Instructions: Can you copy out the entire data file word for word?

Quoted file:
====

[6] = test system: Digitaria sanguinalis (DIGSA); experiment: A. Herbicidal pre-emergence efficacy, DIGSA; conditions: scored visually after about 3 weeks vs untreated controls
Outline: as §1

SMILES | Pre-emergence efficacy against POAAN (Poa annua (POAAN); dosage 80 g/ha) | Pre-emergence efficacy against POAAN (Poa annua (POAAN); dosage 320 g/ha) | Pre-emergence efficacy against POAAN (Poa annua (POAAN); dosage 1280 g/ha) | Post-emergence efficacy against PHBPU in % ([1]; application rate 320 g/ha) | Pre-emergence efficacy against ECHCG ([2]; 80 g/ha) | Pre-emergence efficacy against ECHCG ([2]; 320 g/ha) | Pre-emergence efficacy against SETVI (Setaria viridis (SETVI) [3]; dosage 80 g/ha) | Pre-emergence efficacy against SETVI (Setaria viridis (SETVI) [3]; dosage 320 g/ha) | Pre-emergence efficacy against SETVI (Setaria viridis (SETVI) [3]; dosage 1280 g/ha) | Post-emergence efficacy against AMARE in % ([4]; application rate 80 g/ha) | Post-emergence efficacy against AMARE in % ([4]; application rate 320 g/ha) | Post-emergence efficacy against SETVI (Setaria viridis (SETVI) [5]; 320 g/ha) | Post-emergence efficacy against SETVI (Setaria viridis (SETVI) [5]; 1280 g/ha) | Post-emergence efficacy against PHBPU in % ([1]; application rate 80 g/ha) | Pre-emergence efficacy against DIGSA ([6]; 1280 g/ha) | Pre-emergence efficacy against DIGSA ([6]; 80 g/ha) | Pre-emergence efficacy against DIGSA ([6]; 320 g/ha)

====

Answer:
[6] = test system: Digitaria sanguinalis (DIGSA); experiment: A. Herbicidal pre-emergence efficacy, DIGSA; conditions: scored visually after about 3 weeks vs untreated controls
Outline: as §1

SMILES | Pre-emergence efficacy against POAAN (Poa annua (POAAN); dosage 80 g/ha) | Pre-emergence efficacy against POAAN (Poa annua (POAAN); dosage 320 g/ha) | Pre-emergence efficacy against POAAN (Poa annua (POAAN); dosage 1280 g/ha) | Post-emergence efficacy against PHBPU in % ([1]; application rate 320 g/ha) | Pre-emergence efficacy against ECHCG ([2]; 80 g/ha) | Pre-emergence efficacy against ECHCG ([2]; 320 g/ha) | Pre-emergence efficacy against SETVI (Setaria viridis (SETVI) [3]; dosage 80 g/ha) | Pre-emergence efficacy against SETVI (Setaria viridis (SETVI) [3]; dosage 320 g/ha) | Pre-emergence efficacy against SETVI (Setaria viridis (SETVI) [3]; dosage 1280 g/ha) | Post-emergence efficacy against AMARE in % ([4]; application rate 80 g/ha) | Post-emergence efficacy against AMARE in % ([4]; application rate 320 g/ha) | Post-emergence efficacy against SETVI (Setaria viridis (SETVI) [5]; 320 g/ha) | Post-emergence efficacy against SETVI (Setaria viridis (SETVI) [5]; 1280 g/ha) | Post-emergence efficacy against PHBPU in % ([1]; application rate 80 g/ha) | Pre-emergence efficacy against DIGSA ([6]; 1280 g/ha) | Pre-emergence efficacy against DIGSA ([6]; 80 g/ha) | Pre-emergence efficacy against DIGSA ([6]; 320 g/ha)